or an intermediate product, which
is crystallized again in the following stage.
The crystallizer is the key component of the
process; it is cooled or heated according to the
respective phase.
Feed stock
Crystallizer
Intermediate
storage
vessel
Heating
medium
HTM
conditioning
unit
Cooling
medium
Collecting tank
Residue
Product
SULZER TECHNICAL REVIEW 1/2000
21
3■ The world’s first recycling plant for used floor
carpeting with every kind of face fibres is being built
in Premnitz (DE) and will commence production at
the end of the year 2000.
Polyamid 2000 AG
PA6.6 fibres is effected in separate
lines.
The PA6 is depolymerized to caprolactam. This is followed by the
most important step in the recycling process; the caprolactamwater mixture from the depolymerization is subjected to threestage distillation and downstream
falling-film crystallization. The
end product is a high-purity caprolactam which can be polymerized
again to PA6 with adjustable characteristics. The structured packings for the distillation and also
the crystallizer are supplied by
Sulzer Chemtec.
ECOEFFICIENCY BY
POLYAMIDE RECYCLING
The recycling process must be
financially worthwhile. There are
various factors that contribute to
this in Premnitz. On the one hand,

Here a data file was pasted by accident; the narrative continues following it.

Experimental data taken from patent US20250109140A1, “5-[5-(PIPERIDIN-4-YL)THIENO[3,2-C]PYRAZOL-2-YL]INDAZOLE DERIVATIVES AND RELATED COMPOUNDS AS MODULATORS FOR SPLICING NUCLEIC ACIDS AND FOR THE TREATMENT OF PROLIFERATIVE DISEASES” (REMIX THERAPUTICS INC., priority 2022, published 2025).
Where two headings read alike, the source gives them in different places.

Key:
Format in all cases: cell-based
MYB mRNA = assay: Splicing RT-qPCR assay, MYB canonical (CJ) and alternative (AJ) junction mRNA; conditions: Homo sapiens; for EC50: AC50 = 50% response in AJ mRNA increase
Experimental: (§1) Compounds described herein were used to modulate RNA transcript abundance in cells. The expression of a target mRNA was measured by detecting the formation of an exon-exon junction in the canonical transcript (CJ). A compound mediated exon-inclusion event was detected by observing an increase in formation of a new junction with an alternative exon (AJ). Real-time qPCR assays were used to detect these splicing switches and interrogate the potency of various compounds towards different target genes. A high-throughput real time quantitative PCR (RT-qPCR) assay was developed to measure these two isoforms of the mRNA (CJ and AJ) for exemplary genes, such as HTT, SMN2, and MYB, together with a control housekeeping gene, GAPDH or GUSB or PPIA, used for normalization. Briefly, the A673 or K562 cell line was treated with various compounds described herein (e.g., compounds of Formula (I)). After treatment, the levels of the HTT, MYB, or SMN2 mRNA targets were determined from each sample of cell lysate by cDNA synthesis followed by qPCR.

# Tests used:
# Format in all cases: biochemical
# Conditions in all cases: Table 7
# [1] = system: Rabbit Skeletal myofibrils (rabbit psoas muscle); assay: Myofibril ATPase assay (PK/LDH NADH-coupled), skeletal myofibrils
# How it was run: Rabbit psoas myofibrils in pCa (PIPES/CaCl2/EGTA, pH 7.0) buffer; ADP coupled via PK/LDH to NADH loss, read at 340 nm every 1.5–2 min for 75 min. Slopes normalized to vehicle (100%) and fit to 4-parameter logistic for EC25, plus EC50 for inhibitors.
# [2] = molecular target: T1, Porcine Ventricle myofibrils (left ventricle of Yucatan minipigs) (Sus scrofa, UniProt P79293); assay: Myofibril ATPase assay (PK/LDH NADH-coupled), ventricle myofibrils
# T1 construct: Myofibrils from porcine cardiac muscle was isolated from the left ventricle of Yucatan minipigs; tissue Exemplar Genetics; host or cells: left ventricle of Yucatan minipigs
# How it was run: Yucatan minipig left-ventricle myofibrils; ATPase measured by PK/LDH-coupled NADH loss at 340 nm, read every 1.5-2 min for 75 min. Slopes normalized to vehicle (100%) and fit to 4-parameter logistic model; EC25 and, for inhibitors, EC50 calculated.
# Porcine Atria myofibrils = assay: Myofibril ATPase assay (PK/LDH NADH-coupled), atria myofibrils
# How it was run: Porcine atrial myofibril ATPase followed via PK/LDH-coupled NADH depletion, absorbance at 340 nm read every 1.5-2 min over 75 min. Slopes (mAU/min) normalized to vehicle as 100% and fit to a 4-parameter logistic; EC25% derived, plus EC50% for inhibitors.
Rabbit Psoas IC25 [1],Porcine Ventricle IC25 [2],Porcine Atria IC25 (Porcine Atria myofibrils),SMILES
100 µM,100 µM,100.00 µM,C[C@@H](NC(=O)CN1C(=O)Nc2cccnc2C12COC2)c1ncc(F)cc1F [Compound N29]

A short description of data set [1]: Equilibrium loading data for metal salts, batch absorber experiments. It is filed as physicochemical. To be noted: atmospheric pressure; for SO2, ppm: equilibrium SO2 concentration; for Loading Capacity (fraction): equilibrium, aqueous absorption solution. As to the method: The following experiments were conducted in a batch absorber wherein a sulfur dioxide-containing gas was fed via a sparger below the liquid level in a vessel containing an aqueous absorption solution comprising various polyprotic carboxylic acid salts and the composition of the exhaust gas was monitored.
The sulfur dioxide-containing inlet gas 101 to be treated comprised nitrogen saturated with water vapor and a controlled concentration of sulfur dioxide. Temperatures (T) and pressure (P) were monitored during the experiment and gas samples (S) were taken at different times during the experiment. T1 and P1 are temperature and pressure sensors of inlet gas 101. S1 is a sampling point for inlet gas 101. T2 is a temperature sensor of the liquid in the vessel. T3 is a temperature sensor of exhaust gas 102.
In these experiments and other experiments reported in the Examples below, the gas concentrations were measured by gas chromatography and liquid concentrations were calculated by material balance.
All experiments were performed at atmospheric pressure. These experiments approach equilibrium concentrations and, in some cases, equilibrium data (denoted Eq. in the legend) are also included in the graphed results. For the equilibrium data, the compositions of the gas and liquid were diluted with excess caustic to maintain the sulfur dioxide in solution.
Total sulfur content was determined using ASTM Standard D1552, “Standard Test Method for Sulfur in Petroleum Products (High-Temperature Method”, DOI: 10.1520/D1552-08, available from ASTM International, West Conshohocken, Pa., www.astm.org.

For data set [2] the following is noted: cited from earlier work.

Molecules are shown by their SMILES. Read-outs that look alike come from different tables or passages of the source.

the energy balance is more
favourable than with the production of caprolactam from crude oil,
because the incineration of the
remaining substances and residues provides the energy for the
recycling (steam for the depolymerization, surplus steam is converted into electric energy at a
neighbouring power station). In
addition, no by-products such as
solvents and sulfur compounds
have to be disposed of. The recy-
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SULZER TECHNICAL REVIEW 1/2000
cling operation is conducted in a
closed circuit and under the most
modern environmental protection
regulations: there is no danger of
air and water pollution. The
120 000 t of used carpet to be
processed annually in Premnitz
will yield 10 000 t PA6 granulate
for textile applications, 13 000 t
PA6.6 compound for technical
applications, as well as 48 MWh
energy from the incineration
process. The price for high-purity
polyamide on the world market is
relatively high. The 600 000 t
polyamide which could be recovered from all the resultant old carpet worldwide has a market value
of about 2 billion DEM.
Ω
FOR MORE DETAILS
Sulzer Chemtech AG
Ali Nikzad
Postfach
CH-9470 Buchs
Switzerland
Telephone +41 (0)81-755 45 31
Fax
+41 (0)81-755 45 00
E-mail
[email protected]
Used carpeting arrival
Other carpets
Automatic
carpet sorting
PA6.6
Energy recovery
PA6
PA6.6 compound
granulate
Light fraction
Shredding and
separation
Chalk
Depolymerization
Purification:
distillation and
falling-film
crystallization
Caprolactam
Polymerization to PA6
4■ Plant technology of
Polyamid AG. The nonrecyclable constituents of
the old floor carpeting will
be used for the recovery of
energy.